Neighbors living in the working class neighborhoods south of Lucas Oil Stadium have long complained about the smell of "rotten eggs, sulfur and natural gas" emanating from Metalworking Lubricants Co. better known as "the Southside stench." Officials of the company deny they are the source of the odors, and government officials tell complaining neighbors there is nothing they can do to regulate smells. This is Indianapolis so the story naturally doesn't end there. Officials reached a deal with the company to close down the entire week of the Super Bowl to ensure there were no smelly problems during the Big Event.
. . . But those regulators knew where to turn when they wanted to put an abrupt end to the smell in 2012. With Super Bowl XLVI only a week away, an Indianapolis Star investigation recently discovered, city and state officials quietly signed an agreement to suspend operations at Metalworking Lubricants for seven days in the lead up to and during the nationally televised NFL festivities.
Some activists and residents say the Super Bowl deal raises questions about what the city and state promised the company in order to persuade it to shut down. Were favors offered, some ask, in exchange for ensuring a stink-free event at Indy's nearby Lucas Oil Stadium?
City and state officials insist no favors were extended. But to residents — who had complained about the odor for years — the Super Bowl deal stings in other ways.
"It strikes me as unfair and unfortunate that we can provide clean air and non-smelly air for visitors who come for the Super Bowl," said Southside resident Jim Simmons, "but not for our citizens who are in the path of this odor every day." . . .Metalworking Lubricants, which recycles dirty oil and makes cleaners, employs about 50 people at its plant on the Southside. State environmental regulators recently conducted an air quality permit hearing for the company that drew a large number of residents from the affected area according to the Star. City officials who have long known the company was the source of the odors acknowledge city officials frequently respond to false reports of natural gas leaks because of the problem that tie up city resources.
Federal EPA didn't take steps to take an enforcement action against the company until 2013, and state IDEM officials are now considering a different air quality permit that would require the company to invest in equipment intended to mitigate against the odors, although the state agency has never cited the company for any violations despite the numerous complaints against it. IDEM blames city officials for creating such a weak air permit for the company, which IDEM claims ties its hands. IDEM says city officials could pursue a nuisance action against the company, which it does to poor working class people all the time for the most minor of violations at residential properties by hauling them into court and slapping them with large fines it imposes as a lien on their property if they don't pay up. City prosecutor Samantha DeWester told the Star the city lacks any empirical data to take action against the company."Unless there's some empirical data or something to show that there's pollution," she said, "we can't just say 'Well, it smells so therefore it must be a violation.'"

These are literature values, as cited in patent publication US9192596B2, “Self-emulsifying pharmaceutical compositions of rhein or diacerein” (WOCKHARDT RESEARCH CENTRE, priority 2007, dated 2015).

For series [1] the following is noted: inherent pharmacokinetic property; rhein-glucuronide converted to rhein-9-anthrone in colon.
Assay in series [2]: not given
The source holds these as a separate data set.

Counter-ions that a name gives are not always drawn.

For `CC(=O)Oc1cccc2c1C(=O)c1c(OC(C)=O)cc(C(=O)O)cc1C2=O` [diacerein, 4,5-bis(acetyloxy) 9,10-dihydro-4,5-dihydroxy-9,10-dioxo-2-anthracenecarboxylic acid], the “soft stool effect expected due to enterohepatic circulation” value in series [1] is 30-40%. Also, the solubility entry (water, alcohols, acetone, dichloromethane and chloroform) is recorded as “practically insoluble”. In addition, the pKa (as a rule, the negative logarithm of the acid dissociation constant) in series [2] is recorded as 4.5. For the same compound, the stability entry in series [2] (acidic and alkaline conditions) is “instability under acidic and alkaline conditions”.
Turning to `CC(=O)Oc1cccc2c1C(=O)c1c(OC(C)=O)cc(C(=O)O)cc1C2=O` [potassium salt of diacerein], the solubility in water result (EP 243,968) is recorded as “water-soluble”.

The Star says the company's president signed a "voluntary agreement" with former Code Enforcement Director Rick Powers and state IDEM Commissioner Tom Easterly on January 23, 2012 under which the company agreed to shut down its operations from January 30 to February 6. None of the parties to the agreement would speak to the Star about the agreement. The agreement recognized that Metalworking Lubricants would suffer economic losses, and that "the city will attempt to assist Metalworking in recovering its losses." A spokesman for Mayor Ballard's office denies the city paid anything to the company to shut down, but it insists at the same time it lived up to its end of the agreement.
Nuvo had a story about the odor problems associated with the company back in 2013. That story mentions a 25,000 gallon oil spill the company experienced back in 2010, which required the disposal of 850 tons of polluted soil. Incredibly, IDEM claimed no toxic materials were released into the city's sewer system or nearby waterways. Apparently, the company only received a $30,000 fine associated with that spill. Perhaps a lesser fine was part of the deal. A separate Star story mentions a letter the company's president sent to IDEM last August referencing the deal. "On this you have our word and a handshake," Kainz wrote. "Just as we stopped operation for the Super Bowl based on our word and handshake." If officials held in abatement civil penalties it would normally take against a company in exchange for its agreement to ensure a stink-free Super Bowl, then that it is a really smelly story worthy of further investigation.